I’d been wanting to go to Ireland for most of my life, it seemed and I finally got to spend a fortnight there this summer. What a wonderful place: full of history, charm, friendly people, good accommodation and wholesome food. Here are some of the things I found out:
Last week it was the twentieth anniversary of the day my dad died: inevitably a time for looking back, but also for pondering on what’s happened between then and now. So much has gone on in the family – the kids have grown up and married; a grandchild has been born – but it also struck me just how much in my daily life involves things Dad would know nothing about. Here are just a few:
It won’t have escaped your notice that the school holidays are fast approaching – or for some people they’ve already begun. For many parents this fills the heart with dread: the squabbles, the boredom – and the expense. Grandparents are also racking their brains, whether the grandchildren are coming to stay or whether you’re helping out with child care during the school break. Yes, you love to see the children, but keeping them occupied and happy can be a real challenge, especially if you need to do so without breaking the bank.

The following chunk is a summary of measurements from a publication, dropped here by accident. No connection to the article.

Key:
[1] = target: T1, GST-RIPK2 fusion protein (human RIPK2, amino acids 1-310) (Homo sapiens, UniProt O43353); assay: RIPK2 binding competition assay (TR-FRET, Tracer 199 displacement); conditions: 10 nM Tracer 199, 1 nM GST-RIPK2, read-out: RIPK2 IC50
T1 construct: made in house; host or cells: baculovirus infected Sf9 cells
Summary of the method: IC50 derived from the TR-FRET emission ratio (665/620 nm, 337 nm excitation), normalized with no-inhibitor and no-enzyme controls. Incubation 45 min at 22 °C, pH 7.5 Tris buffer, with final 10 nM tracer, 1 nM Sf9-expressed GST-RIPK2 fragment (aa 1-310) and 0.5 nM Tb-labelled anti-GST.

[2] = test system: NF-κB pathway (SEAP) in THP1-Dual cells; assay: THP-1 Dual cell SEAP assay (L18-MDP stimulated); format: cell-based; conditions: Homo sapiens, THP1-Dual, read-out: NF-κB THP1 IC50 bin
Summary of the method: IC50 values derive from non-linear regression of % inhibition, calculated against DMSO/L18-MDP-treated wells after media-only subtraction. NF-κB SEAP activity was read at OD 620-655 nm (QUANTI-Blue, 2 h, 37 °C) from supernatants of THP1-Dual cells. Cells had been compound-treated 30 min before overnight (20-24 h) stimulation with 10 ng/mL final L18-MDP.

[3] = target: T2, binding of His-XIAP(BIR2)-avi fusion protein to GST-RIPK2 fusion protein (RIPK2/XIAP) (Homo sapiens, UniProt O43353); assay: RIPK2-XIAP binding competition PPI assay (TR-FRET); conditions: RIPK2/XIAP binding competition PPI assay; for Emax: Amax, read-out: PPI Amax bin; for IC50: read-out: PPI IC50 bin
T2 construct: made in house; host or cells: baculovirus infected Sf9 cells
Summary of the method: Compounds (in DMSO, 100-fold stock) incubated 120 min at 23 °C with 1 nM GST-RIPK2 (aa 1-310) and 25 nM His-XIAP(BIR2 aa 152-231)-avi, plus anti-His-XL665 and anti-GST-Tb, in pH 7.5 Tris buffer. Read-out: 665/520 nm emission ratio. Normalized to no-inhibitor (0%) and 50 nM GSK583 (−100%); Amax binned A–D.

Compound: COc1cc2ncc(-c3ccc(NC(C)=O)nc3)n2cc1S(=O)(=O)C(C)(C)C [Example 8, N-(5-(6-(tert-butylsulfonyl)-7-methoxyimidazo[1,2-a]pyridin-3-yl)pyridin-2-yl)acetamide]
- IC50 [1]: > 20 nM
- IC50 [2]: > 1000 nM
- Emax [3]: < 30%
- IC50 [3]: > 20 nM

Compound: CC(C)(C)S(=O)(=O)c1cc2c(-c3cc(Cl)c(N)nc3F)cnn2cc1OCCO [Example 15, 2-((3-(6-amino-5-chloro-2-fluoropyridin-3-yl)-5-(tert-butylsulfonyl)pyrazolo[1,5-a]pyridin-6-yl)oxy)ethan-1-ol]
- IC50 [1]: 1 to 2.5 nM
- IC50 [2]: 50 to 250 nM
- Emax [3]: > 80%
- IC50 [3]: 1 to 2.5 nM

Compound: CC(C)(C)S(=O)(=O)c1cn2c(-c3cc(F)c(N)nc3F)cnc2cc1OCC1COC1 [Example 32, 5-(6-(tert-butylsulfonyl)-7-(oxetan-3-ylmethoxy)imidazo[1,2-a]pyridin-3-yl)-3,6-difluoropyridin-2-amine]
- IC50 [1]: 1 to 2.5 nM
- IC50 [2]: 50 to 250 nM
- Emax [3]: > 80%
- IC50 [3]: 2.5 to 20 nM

As a matter of fact, money isn’t the real issue: you could spend a lot of money trying to entertain and occupy kids, only to have them still whinging and moaning that they’re bored. The truth is that a bit of imagination and preparation will ultimately contribute more towards a happy holiday than a whole pile of cash will.
The ideas below are free – or very nearly free, often reusing or recycling items the children already have. Many of them will fill hours or even a whole day in a very enjoyable way. I’m not going to pretend you won’t need to get involved: most of these need an adult at least to set them up and start things off (although obviously this depends to some extent on the age of the children). But what we’re talking about here is spending quality time with the children, which has to be better than sorting out the arguments! Continue reading